What is going on here?

Well, our FABWithIcons is taller than a normal FAB because it has additional icons. Trying to fit this as a docked item in a BottomAppBar does not work well. I suspect the Flutter SDK tries to compensate for the extra height by pushing the FAB all the way to the bottom, but this results in a visual artifact.

What to do?

Enter Overlays

What if we could use a standard FAB as a single widget in our BottomAppBar, but switch to a completely separate layer when we need to show the extra icons?

Flutter offers a widget called Overlay which is great for this scenario. From the documentation of the Overlay class:

A Stack of entries that can be managed independently. Overlays let independent child widgets "float" visual elements on top of other widgets by inserting them into the overlay's Stack. The overlay lets each of these widgets manage their participation in the overlay using OverlayEntry objects.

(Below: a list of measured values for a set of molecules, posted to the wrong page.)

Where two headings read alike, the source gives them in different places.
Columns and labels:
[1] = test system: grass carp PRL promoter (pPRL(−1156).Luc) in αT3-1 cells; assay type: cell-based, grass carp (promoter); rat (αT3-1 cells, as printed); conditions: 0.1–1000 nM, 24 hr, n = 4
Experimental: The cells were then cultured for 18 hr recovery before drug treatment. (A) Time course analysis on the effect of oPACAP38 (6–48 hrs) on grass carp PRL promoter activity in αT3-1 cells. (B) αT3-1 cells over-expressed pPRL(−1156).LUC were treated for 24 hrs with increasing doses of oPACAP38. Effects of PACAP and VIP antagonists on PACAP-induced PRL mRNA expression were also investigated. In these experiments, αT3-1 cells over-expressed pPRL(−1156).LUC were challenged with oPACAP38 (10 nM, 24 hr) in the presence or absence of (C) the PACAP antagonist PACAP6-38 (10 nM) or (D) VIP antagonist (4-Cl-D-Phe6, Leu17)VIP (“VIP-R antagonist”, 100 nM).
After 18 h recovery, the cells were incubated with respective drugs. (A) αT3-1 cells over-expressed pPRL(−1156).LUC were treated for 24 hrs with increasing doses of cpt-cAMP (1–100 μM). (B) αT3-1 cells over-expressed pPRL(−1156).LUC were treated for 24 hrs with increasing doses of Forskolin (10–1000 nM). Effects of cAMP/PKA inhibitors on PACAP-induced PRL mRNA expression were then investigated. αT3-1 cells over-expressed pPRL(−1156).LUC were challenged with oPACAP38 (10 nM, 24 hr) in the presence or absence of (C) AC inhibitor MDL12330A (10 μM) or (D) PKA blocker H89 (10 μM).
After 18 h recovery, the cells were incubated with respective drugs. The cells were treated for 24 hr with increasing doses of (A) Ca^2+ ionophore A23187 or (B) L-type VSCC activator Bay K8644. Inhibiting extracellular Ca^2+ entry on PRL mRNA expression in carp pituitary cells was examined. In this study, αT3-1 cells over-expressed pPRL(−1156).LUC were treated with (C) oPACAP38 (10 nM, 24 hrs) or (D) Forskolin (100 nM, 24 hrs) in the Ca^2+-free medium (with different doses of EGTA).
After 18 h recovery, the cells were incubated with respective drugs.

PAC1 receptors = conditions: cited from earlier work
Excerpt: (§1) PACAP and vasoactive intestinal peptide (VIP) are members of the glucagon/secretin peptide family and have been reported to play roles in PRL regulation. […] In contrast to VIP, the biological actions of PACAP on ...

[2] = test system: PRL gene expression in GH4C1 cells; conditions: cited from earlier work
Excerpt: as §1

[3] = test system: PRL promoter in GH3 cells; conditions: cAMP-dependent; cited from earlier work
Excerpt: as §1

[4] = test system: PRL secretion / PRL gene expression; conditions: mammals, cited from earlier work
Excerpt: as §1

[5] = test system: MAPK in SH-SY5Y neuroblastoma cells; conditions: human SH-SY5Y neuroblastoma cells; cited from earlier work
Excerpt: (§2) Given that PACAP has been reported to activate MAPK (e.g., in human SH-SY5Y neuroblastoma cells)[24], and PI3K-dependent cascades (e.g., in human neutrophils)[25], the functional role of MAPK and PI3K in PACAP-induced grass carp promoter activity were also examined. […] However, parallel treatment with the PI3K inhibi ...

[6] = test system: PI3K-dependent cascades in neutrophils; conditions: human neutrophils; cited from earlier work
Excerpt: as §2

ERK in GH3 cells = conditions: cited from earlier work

This sounds like what we need. But how do we use it?

The SDK documentation reveals that we need to create an OverlayEntry object so that we can hold our custom FABWithIcons. We can do this by defining this method:

void addToOverlay(OverlayEntry entry) async {
  Overlay.of(context).insert(entry);
}

However, this is some imperative code, while our application UI is defined declaratively. How do we reconcile the two?

It turns out that getting overlays to work requires quite a bit of work, and implementing them correctly is not straightforward.

Luckily, Matt Carroll has already explored this issue in his Fluttery video about Feature Discovery, and created some useful layout helper widgets.

For the purposes of our tutorial, we are going to borrow and use some of his code. Here is the entire Overlay layout code:

// code from: https://github.com/matthew-carroll/flutter_ui_challenge_feature_discovery
// TODO: Use https://github.com/matthew-carroll/fluttery/blob/master/lib/src/layout_overlays.dart
import 'package:flutter/material.dart';

class AnchoredOverlay extends StatelessWidget {
  final bool showOverlay;
  final Widget Function(BuildContext, Offset anchor) overlayBuilder;
  final Widget child;

  AnchoredOverlay({
    this.showOverlay,
    this.overlayBuilder,
    this.child,
  });

  @override
  Widget build(BuildContext context) {
    return new Container(